Pliny aptly named this herb 'Phu', a most descriptive term to summarise its scent. However, only the dried root smells 'phu', and even here, it must be said, tastes differ: cats, rats and even trout apparently find it irresistible and go crazy over it. The Pied Piper probably didn't so much lure the rats and mice of Hamlin with his music, but with a secret stash of Valerian that he had hidden in his pockets. According to old angler's yarn, treating bait with Valerian will ensure a good catch. Valerian is related to Spikenard, the legendary anointing oil. The ancients called it 'all-heal' and thought highly of its powers as a healing and magical herb. It also figured as a key ingredient of Theriak, the miracle panacea of the Middle Ages, which was used for a wide range of ills. The name 'Valerian' is derived by association with the Germanic smith-god Wieland (aka 'Wayland smithy'), who used this herb for all kinds of healing and magic practices. Folklore has it that if one puts a little Valerian under the tongue and kisses the girl of one's dreams, she will surely be smitten'As a powerful magical herb, Valerian was of course also capable of warding off witches and to undo their evil works.
Valerian is a wonderful herb for the nervous system. It is a relaxing and restorative nerve tonic that brings a sense of cool, calm serenity to the scene. It is excellent for treating 'the jitters' and even more severe cases such as hysteria, panic, anxiety and shock, as well as insomnia, tension, restlessness and nervous exhaustion. It can be helpful in tension headaches and promotes a deep, restful sleep. By releasing tension that has become locked in the smooth muscles it can be used in all cases where nervous tension results in cramps and blockage. Thus, it may also be effective in aphrodisiac blends for people who suffer frigidity or impotence caused by fear and inhibition.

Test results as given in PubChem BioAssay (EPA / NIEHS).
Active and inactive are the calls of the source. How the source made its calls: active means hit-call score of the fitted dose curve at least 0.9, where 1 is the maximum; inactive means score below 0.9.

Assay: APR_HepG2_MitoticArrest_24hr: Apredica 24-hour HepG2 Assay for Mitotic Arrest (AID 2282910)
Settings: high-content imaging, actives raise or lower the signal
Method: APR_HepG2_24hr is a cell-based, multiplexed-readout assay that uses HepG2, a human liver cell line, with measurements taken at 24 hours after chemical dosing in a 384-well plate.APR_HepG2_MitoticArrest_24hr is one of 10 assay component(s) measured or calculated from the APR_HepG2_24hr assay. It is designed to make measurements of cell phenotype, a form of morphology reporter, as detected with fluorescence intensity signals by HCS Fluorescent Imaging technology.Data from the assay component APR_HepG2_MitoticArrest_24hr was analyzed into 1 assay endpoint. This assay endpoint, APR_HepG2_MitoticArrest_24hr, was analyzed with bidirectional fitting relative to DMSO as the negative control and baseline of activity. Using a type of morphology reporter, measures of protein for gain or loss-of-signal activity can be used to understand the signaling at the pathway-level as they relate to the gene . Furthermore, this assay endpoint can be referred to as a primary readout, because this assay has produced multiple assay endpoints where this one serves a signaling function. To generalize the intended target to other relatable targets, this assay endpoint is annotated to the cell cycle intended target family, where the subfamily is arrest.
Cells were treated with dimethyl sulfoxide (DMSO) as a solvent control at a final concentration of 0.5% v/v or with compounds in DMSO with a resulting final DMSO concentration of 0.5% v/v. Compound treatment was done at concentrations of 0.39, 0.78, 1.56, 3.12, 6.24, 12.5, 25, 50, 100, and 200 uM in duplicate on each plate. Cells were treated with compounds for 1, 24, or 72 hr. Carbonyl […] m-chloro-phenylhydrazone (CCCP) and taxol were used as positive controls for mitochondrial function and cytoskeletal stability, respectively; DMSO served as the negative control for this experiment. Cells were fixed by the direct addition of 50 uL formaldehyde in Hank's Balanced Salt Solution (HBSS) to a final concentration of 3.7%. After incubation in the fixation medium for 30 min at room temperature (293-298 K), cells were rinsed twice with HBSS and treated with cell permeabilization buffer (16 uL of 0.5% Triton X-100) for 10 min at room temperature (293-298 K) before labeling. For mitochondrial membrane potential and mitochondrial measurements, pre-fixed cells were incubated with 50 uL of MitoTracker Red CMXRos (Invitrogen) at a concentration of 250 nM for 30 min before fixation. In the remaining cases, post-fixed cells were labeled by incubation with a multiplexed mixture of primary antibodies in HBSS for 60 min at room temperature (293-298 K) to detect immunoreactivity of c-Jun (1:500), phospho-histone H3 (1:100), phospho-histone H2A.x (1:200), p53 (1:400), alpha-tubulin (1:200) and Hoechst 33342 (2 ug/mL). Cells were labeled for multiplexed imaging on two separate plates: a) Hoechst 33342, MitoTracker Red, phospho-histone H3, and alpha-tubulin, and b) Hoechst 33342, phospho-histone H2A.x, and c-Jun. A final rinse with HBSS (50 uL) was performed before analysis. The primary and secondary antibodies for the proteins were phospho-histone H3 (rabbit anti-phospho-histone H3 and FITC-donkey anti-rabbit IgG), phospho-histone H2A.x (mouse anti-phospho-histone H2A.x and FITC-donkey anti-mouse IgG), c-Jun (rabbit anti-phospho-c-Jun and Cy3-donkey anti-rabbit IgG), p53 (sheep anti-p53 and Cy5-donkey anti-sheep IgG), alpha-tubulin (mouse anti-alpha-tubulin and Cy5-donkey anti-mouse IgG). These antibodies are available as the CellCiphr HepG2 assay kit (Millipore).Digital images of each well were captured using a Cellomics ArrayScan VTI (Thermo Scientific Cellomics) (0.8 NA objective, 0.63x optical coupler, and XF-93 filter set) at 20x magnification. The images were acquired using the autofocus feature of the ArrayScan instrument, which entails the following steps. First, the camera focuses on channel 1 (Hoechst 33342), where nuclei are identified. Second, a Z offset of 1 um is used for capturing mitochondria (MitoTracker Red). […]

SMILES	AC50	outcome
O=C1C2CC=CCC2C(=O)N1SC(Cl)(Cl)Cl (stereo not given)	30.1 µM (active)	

Valerian can be used for exorcism and counter magic. It is said to protect against lightening and against the evil sorcery. Valerian is an herb of peace. If two people drink Valerian infused wine from the same cup they will immediately stop to fight and argue. Valerian can be used as an offering to the Goddess Bast, and may be the perfect gift to delight your feline familiar or ally. Valerian is sometimes used as an aphrodisiac, though its action is relaxing rather than stimulating.